The public-private discussion seems poised to become a theme at the May 7 meeting, as Martin's request that the committee back away from its public feasibility study could potentially conflict with the committee's general direction. The committee is trying to secure grants to pay for the feasibility study, with Trinity County currently in the process of applying for a Caltrans grant on behalf of the committee.
"We feel very comfortable with the process that we've developed," Tyson said. "We feel that the research that's done on this initially should be done as a public feasibility study so everybody has the same information. With that said, we also support Bob. If Bob and his investment group want to go and do their own thing, we applaud that and support that, but we don't feel what we're doing needs to stop or slow down unless he gives us a very good reason for that."
Just what might constitute a "very good reason?" Tyson said there's a federal process an entity can go through to establish itself as having the sole right to a specific route, kind of like an exclusive right to negotiate. If, say, Martin were to show up on May 7 with that federal process underway and funding in hand for a private feasibility study, then Tyson said the committee may decide to step back and hold off on spending public grant money as Martin's group moves forward.
"At that point, we may become cheerleaders and say, 'Great, we have someone ... interested in carrying the sword,'" Tyson said. "We as public agencies have waited decades for someone to do this type of work. We were frustrated nothing was occurring ... The sole purpose of this work is really to generate private interests in the project."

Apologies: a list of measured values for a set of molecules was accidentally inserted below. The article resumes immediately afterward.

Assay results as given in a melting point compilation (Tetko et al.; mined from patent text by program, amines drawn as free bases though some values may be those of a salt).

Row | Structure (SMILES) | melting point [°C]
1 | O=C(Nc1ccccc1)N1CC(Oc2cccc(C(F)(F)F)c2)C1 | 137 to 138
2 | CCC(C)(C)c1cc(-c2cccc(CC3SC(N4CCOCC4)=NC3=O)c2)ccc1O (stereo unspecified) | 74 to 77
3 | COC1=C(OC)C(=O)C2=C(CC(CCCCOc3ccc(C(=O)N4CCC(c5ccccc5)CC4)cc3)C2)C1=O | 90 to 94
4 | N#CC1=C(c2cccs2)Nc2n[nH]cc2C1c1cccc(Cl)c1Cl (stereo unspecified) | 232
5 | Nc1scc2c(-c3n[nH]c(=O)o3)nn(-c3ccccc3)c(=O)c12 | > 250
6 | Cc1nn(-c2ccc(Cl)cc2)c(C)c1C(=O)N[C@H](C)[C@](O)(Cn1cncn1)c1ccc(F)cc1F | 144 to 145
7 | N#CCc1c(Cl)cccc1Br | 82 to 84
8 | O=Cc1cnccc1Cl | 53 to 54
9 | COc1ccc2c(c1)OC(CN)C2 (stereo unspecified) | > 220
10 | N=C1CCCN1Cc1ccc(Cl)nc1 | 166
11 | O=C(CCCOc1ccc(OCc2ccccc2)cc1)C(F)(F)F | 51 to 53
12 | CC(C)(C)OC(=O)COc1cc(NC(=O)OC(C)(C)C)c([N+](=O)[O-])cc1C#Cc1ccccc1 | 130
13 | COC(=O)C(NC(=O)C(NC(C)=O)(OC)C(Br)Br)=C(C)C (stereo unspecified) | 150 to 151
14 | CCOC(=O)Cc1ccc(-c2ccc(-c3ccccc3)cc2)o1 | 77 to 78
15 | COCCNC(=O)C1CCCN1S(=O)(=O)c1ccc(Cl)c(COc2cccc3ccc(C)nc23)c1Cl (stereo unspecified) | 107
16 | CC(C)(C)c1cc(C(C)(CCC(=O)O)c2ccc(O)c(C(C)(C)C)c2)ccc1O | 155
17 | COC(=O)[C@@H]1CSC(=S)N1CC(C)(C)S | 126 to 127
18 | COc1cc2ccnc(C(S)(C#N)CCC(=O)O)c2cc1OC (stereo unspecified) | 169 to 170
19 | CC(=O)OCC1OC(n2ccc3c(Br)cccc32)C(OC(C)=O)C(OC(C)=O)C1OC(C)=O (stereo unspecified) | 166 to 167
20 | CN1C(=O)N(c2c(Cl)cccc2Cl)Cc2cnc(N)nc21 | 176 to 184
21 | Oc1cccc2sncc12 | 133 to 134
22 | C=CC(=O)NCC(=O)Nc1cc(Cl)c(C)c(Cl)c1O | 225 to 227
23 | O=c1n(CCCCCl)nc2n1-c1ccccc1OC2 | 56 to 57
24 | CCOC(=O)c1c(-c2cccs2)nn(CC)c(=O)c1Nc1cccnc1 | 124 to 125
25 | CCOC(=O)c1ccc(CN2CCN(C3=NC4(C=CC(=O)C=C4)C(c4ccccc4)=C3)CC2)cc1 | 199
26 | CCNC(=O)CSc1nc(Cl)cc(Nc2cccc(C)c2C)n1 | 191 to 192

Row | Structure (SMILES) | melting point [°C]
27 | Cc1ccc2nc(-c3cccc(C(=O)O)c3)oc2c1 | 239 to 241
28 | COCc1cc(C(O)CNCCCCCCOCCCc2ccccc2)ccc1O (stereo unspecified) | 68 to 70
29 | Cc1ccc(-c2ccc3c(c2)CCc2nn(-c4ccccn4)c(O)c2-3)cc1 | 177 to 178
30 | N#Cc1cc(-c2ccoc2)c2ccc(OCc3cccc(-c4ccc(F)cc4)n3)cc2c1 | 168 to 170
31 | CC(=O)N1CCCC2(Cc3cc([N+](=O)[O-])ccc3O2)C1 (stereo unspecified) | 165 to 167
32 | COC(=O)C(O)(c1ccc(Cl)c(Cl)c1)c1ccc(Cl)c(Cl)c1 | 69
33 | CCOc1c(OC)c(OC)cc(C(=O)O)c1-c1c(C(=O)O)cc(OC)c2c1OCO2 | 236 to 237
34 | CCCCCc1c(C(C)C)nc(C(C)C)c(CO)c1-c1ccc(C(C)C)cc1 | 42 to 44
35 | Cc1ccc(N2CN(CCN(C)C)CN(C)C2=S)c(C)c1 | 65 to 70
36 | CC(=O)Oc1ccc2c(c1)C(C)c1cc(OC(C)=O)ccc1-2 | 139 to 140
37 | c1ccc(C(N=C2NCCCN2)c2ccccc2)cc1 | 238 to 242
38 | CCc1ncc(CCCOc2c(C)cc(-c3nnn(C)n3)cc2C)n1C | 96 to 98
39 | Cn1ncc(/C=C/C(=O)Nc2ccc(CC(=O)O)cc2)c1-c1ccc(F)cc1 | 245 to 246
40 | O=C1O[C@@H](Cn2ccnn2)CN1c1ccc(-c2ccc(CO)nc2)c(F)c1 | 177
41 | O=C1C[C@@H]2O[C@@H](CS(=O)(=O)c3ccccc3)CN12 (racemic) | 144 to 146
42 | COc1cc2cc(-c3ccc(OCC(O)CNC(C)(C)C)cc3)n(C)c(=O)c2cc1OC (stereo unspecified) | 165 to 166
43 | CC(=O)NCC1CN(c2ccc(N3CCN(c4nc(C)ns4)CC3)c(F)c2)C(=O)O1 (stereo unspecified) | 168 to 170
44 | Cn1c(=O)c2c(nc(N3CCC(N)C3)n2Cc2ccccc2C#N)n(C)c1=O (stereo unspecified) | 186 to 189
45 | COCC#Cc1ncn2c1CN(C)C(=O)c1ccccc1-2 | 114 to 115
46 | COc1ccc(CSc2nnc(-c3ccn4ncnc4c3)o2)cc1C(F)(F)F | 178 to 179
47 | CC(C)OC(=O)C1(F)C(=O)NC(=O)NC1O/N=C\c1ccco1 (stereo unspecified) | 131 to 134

Martin is also no stranger to the process or the greater effort. When the Land Bridge Alliance — a local group started by the late Eureka City Councilman Lance Madsen to raise education about the push for an east-to-west rail line into Humboldt County — was reaching out to form relationships with potential partners throughout Northern California, Martin played a big role on the Tehama side. He set up meetings with rotary clubs, farm bureaus, farmers and others, Tyson said, adding that Martin allowed him and Madsen to essentially use his Red Bluff office as a central hub for the week's worth of outreach efforts.
But as far as Martin's present plans for a privately funded feasibility study, Tyson said he's in the dark: "I don't have any specifics of what his business profile looks like."
Proponents of the east-west rail project — an idea that's bounced around Humboldt since the late 1800s — believe a rail line connecting the port with the rest of the nation's freight infrastructure would be a major economic boon, creating loads of living wage jobs and all kinds of industry opportunities in the county. But the obstacles to creating such a rail line seem formidable. Last year, the Humboldt Bay Harbor, Recreation and Conservation District released a report it commissioned for $20,000 taking a cursory look at the prospect of creating such a rail route. The report estimated the project would cost between $1 billion and $1.2 billion to complete and might not generate enough business to sustain it, concluding it "is likely to be both high cost and high risk."
Is Martin worried a more thorough public feasibility study may just bring the project's obstacles into sharper focus and spook potential investors? Is he concerned it could generate a wave of interest from competing private investment groups looking to get in on the project? Does Martin's group really have the $300,000 or so needed to complete a thorough study? The answers to these questions are unclear, but may begin to come into focus May 7.